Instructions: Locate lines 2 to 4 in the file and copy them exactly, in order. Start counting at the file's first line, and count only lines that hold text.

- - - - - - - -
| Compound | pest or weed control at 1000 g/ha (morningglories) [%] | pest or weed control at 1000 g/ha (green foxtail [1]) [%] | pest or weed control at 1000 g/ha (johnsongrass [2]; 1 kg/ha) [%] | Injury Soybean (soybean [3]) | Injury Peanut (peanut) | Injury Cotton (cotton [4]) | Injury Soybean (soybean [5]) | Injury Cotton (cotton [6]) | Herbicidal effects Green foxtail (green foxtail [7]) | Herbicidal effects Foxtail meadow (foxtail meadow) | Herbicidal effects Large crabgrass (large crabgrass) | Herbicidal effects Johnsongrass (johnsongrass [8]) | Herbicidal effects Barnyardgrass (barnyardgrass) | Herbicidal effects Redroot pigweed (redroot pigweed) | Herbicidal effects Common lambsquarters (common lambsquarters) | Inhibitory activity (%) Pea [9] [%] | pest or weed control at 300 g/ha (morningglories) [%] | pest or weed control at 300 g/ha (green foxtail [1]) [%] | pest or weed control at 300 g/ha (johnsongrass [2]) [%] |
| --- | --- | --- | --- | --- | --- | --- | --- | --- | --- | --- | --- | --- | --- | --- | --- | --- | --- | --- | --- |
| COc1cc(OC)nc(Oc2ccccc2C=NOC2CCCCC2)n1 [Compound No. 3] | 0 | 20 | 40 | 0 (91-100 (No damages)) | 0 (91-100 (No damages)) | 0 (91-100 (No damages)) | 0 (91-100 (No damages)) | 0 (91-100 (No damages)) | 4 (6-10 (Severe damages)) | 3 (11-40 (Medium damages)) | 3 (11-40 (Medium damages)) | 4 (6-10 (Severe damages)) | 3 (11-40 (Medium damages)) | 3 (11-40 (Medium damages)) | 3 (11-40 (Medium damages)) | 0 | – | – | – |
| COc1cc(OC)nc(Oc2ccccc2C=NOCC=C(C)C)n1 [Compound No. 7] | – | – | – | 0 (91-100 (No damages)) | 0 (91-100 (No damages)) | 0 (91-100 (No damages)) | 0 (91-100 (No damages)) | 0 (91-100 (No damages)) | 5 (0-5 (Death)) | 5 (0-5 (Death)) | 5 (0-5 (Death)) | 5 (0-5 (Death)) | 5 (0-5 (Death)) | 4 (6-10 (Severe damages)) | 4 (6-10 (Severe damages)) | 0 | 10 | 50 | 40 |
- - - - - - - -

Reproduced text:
| --- | --- | --- | --- | --- | --- | --- | --- | --- | --- | --- | --- | --- | --- | --- | --- | --- | --- | --- | --- |
| COc1cc(OC)nc(Oc2ccccc2C=NOC2CCCCC2)n1 [Compound No. 3] | 0 | 20 | 40 | 0 (91-100 (No damages)) | 0 (91-100 (No damages)) | 0 (91-100 (No damages)) | 0 (91-100 (No damages)) | 0 (91-100 (No damages)) | 4 (6-10 (Severe damages)) | 3 (11-40 (Medium damages)) | 3 (11-40 (Medium damages)) | 4 (6-10 (Severe damages)) | 3 (11-40 (Medium damages)) | 3 (11-40 (Medium damages)) | 3 (11-40 (Medium damages)) | 0 | – | – | – |
| COc1cc(OC)nc(Oc2ccccc2C=NOCC=C(C)C)n1 [Compound No. 7] | – | – | – | 0 (91-100 (No damages)) | 0 (91-100 (No damages)) | 0 (91-100 (No damages)) | 0 (91-100 (No damages)) | 0 (91-100 (No damages)) | 5 (0-5 (Death)) | 5 (0-5 (Death)) | 5 (0-5 (Death)) | 5 (0-5 (Death)) | 5 (0-5 (Death)) | 4 (6-10 (Severe damages)) | 4 (6-10 (Severe damages)) | 0 | 10 | 50 | 40 |